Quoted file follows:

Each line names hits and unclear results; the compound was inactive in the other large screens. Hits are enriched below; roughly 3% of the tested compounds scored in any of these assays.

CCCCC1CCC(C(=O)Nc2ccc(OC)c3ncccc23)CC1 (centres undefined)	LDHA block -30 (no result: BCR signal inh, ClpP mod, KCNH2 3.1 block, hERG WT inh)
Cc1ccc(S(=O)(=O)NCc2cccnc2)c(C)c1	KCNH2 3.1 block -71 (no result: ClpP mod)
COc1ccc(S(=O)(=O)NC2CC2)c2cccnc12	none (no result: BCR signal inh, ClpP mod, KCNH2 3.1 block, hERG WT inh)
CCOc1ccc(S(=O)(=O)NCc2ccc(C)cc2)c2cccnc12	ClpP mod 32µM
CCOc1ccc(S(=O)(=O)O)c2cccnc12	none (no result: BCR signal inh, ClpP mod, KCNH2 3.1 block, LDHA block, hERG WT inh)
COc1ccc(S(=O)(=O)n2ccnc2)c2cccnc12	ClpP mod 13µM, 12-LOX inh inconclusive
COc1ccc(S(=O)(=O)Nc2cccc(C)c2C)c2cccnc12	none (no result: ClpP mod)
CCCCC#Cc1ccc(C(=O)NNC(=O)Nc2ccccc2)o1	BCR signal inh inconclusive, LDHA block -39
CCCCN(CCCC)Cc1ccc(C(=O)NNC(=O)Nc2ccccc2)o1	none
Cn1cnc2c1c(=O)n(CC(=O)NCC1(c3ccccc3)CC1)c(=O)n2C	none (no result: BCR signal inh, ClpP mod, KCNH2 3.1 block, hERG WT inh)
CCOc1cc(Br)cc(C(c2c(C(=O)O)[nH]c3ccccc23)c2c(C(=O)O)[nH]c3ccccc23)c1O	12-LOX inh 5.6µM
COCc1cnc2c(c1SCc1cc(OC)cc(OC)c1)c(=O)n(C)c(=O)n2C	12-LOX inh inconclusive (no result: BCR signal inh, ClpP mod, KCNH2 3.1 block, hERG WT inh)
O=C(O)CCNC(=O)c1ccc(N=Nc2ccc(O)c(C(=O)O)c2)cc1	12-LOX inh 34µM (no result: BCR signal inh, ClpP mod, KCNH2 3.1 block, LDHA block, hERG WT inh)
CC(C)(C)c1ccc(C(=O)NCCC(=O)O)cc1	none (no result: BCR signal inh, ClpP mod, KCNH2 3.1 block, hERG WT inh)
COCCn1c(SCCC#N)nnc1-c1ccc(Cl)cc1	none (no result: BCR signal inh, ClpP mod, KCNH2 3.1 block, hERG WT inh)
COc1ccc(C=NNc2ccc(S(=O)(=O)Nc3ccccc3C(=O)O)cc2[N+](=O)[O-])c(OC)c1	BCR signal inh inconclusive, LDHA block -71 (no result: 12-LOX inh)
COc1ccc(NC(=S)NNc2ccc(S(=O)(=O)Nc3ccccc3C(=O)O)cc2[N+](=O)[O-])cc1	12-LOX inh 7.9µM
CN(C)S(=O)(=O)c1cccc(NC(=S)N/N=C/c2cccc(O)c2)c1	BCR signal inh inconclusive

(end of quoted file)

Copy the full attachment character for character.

Each line names hits and unclear results; the compound was inactive in the other large screens. Hits are enriched below; roughly 3% of the tested compounds scored in any of these assays.

CCCCC1CCC(C(=O)Nc2ccc(OC)c3ncccc23)CC1 (centres undefined)	LDHA block -30 (no result: BCR signal inh, ClpP mod, KCNH2 3.1 block, hERG WT inh)
Cc1ccc(S(=O)(=O)NCc2cccnc2)c(C)c1	KCNH2 3.1 block -71 (no result: ClpP mod)
COc1ccc(S(=O)(=O)NC2CC2)c2cccnc12	none (no result: BCR signal inh, ClpP mod, KCNH2 3.1 block, hERG WT inh)
CCOc1ccc(S(=O)(=O)NCc2ccc(C)cc2)c2cccnc12	ClpP mod 32µM
CCOc1ccc(S(=O)(=O)O)c2cccnc12	none (no result: BCR signal inh, ClpP mod, KCNH2 3.1 block, LDHA block, hERG WT inh)
COc1ccc(S(=O)(=O)n2ccnc2)c2cccnc12	ClpP mod 13µM, 12-LOX inh inconclusive
COc1ccc(S(=O)(=O)Nc2cccc(C)c2C)c2cccnc12	none (no result: ClpP mod)
CCCCC#Cc1ccc(C(=O)NNC(=O)Nc2ccccc2)o1	BCR signal inh inconclusive, LDHA block -39
CCCCN(CCCC)Cc1ccc(C(=O)NNC(=O)Nc2ccccc2)o1	none
Cn1cnc2c1c(=O)n(CC(=O)NCC1(c3ccccc3)CC1)c(=O)n2C	none (no result: BCR signal inh, ClpP mod, KCNH2 3.1 block, hERG WT inh)
CCOc1cc(Br)cc(C(c2c(C(=O)O)[nH]c3ccccc23)c2c(C(=O)O)[nH]c3ccccc23)c1O	12-LOX inh 5.6µM
COCc1cnc2c(c1SCc1cc(OC)cc(OC)c1)c(=O)n(C)c(=O)n2C	12-LOX inh inconclusive (no result: BCR signal inh, ClpP mod, KCNH2 3.1 block, hERG WT inh)
O=C(O)CCNC(=O)c1ccc(N=Nc2ccc(O)c(C(=O)O)c2)cc1	12-LOX inh 34µM (no result: BCR signal inh, ClpP mod, KCNH2 3.1 block, LDHA block, hERG WT inh)
CC(C)(C)c1ccc(C(=O)NCCC(=O)O)cc1	none (no result: BCR signal inh, ClpP mod, KCNH2 3.1 block, hERG WT inh)
COCCn1c(SCCC#N)nnc1-c1ccc(Cl)cc1	none (no result: BCR signal inh, ClpP mod, KCNH2 3.1 block, hERG WT inh)
COc1ccc(C=NNc2ccc(S(=O)(=O)Nc3ccccc3C(=O)O)cc2[N+](=O)[O-])c(OC)c1	BCR signal inh inconclusive, LDHA block -71 (no result: 12-LOX inh)
COc1ccc(NC(=S)NNc2ccc(S(=O)(=O)Nc3ccccc3C(=O)O)cc2[N+](=O)[O-])cc1	12-LOX inh 7.9µM
CN(C)S(=O)(=O)c1cccc(NC(=S)N/N=C/c2cccc(O)c2)c1	BCR signal inh inconclusive